Diabetes Risks

Diabetes is when a person has a high blood sugar and there are several reasons why a person has high blood sugar: because their insulin production is not effective or because a person’s body cells are not responding to insulin; or in some cases, both. Those who have high blood sugar often experience frequent urination are often thirsty and very hungry. Diabetes risks can be minimized by making corrective changes to your lifestyle.

There are risk factors for both Type 1 Diabetes and Type 2 Diabetes. For Type 1 Diabetes, it most always begins in a person’s childhood because the pancreas stops producing insulin. Insulin is needed to produce energy—energy that is found in food. The most prevalent risk factor for Type 1 diabetes is genetics. Other risk factors for type 1 diabetes are a disease or injury of the pancreas and an infection or illness that affects the pancreas. Diabetes risks can be lessened with a healthy lifestyle.

The risk factors for type 2 diabetes is being overweight or being obese. Diabetes and obesity are at epidemic proportions in the US. For instance, the BMI ratio helps to determine if you are overweight or if you are obese. A BMI of 25 to 29.9 is looked upon as being overweight; while a BMI of 30 or higher is considered to be obese. The US ranks first in the world in terms of obesity, with 30.6% of Americans being considered obese.

Another risk factor for Type 2 diabetes is being pre-diabetic. This is a milder form of diabetes and can be diagnosed with a blood test. It is a major risk factor for adults and children. Another risk factor is being resistant to insulin this condition takes place on a cellular level. Under this condition the body is not able to take in insulin as the glucose moves from one’s blood into cells.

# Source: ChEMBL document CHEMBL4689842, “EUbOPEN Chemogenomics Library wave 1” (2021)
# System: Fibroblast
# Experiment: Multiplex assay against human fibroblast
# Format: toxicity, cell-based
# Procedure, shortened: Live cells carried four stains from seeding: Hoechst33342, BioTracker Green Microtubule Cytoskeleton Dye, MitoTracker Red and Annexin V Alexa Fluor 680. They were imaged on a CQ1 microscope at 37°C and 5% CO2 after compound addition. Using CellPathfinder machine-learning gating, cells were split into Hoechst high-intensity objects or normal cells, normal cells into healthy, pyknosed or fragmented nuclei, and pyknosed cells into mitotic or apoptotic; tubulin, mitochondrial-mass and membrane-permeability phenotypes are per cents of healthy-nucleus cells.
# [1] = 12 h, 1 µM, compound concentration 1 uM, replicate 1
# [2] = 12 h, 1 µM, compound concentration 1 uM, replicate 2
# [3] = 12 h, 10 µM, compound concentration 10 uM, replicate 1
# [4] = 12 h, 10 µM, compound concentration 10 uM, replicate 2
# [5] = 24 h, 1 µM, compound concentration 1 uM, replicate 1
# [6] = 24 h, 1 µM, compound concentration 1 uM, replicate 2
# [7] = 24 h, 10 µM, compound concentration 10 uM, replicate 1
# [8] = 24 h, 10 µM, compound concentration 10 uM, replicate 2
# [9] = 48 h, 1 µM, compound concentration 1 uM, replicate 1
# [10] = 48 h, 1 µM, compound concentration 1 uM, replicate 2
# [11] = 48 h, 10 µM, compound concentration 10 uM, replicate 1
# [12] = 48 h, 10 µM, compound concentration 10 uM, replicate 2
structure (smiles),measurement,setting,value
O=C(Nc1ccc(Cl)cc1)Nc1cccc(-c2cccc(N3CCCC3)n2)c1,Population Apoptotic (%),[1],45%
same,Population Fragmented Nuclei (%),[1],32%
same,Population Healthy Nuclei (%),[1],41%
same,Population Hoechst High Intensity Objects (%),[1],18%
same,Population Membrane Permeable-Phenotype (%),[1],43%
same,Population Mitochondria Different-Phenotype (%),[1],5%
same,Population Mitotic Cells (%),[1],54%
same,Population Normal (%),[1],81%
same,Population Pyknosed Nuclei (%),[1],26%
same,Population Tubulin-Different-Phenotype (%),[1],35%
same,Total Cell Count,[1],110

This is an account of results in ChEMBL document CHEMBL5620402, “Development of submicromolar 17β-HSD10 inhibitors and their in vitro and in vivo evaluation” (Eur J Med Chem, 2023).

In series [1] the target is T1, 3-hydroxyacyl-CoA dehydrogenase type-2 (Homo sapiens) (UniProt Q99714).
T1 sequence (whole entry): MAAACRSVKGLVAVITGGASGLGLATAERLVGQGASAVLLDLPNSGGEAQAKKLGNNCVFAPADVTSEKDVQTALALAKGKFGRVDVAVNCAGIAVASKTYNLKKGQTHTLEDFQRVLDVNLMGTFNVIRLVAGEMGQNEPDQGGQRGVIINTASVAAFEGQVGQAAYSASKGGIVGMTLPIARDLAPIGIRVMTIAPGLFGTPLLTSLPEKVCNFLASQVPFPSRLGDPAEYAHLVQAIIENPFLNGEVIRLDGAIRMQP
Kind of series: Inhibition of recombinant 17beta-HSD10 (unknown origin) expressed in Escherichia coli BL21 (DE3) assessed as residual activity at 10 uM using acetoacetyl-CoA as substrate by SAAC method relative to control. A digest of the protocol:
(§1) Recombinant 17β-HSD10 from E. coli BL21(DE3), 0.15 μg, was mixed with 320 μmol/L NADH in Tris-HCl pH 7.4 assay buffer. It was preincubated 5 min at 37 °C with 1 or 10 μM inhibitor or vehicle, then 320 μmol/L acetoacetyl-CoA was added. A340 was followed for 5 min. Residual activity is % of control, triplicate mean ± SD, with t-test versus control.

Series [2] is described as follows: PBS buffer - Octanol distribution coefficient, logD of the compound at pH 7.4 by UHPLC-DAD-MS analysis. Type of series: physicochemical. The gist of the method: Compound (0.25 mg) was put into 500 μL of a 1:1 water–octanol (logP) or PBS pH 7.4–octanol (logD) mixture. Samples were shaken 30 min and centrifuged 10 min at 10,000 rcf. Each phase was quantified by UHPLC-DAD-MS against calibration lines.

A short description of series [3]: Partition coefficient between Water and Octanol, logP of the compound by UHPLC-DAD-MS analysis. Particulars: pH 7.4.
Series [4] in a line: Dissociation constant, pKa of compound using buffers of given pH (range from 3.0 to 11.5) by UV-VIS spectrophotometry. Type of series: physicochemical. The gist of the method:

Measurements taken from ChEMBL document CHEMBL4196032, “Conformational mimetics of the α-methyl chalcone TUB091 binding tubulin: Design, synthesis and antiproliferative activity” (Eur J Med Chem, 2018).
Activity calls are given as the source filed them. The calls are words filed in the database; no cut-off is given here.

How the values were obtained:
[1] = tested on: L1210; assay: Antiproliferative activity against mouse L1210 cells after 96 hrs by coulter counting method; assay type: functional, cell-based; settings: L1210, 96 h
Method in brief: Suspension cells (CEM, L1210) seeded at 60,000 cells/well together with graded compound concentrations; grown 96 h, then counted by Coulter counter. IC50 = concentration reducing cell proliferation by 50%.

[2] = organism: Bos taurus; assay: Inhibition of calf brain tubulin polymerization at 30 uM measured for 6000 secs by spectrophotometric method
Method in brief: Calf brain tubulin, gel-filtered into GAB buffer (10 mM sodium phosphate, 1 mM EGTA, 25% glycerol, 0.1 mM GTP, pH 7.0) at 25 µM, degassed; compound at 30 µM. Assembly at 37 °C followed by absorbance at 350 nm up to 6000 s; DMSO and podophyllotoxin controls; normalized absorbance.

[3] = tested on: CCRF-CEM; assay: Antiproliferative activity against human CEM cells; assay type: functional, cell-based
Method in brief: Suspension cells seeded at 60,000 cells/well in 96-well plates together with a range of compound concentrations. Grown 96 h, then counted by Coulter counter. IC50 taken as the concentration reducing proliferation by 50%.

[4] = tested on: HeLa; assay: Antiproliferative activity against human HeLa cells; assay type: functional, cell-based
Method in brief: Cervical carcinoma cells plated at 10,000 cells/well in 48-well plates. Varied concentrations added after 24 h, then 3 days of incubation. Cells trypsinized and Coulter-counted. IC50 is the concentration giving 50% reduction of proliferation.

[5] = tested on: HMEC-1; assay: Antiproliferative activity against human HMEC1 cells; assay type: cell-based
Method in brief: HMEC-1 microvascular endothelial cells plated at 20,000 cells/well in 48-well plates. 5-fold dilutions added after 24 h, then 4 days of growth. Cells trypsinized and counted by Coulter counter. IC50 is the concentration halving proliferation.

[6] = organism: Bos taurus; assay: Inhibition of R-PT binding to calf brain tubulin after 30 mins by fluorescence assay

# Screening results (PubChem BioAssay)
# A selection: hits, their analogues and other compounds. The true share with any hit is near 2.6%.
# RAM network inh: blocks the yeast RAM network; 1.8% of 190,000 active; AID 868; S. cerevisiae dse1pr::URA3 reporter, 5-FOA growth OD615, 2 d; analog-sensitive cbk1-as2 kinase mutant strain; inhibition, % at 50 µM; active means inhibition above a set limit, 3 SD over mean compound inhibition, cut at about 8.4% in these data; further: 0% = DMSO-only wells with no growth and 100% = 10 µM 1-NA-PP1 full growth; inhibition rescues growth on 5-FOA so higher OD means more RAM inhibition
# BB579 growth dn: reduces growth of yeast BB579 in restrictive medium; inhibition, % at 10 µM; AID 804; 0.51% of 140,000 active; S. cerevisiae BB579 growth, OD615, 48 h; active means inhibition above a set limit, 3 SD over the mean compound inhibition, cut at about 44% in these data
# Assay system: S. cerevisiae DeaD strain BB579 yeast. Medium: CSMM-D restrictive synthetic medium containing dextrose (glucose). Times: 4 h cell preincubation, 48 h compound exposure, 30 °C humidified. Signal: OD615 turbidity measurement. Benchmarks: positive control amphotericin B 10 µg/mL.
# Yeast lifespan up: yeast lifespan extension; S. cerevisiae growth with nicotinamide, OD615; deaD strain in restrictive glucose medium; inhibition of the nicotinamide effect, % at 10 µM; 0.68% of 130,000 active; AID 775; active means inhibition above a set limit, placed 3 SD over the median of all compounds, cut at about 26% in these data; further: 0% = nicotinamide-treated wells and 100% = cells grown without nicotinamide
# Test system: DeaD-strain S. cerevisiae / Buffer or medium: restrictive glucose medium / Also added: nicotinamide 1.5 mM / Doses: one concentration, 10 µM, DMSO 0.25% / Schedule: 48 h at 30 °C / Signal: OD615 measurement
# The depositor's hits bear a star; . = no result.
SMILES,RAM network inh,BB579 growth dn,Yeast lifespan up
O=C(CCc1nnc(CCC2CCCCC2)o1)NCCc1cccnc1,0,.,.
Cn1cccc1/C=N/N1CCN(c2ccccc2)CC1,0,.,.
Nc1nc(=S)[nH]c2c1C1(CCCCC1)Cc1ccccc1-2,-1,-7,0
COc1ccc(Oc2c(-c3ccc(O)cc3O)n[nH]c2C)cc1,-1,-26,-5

Still another risk factor for Type 2 diabetes is one’s ethnic background. African-Americans, Native Americans, Hispanic/Latino Americans and Asian-Americans are prone to have this disease. Diabetes risks can be limited by changing a poor lifestyle into a better and healthier one.

High blood pressure is another risk factor. If you have blood pressure higher than 140/90, you may be more at risk for this kind of diabetes. Diabetes risks, like high blood pressure, can be controlled and monitored.

Having a family history of diabetes puts you at risk of getting diabetes during your life span. Being inactive—not getting regular exercise—is another risk factor for type 2 diabetes; as well as women who develop polycystic ovary syndrome. Also, those over the age of 45 are at a higher risk for this type of diabetes. Being obese or overweight puts women at risk of gestational diabetes.

Other diabetes risks are: having high blood pressure, drinking too much alcohol, eating a high fat diet, being too sedentary during the day and being obese.

To prevent diabetes risks, develop healthy habits such as eating low-fat and high fiber foods, exercise regularly, maintain a healthy BMI level, and cut back on smoking and alcohol intake.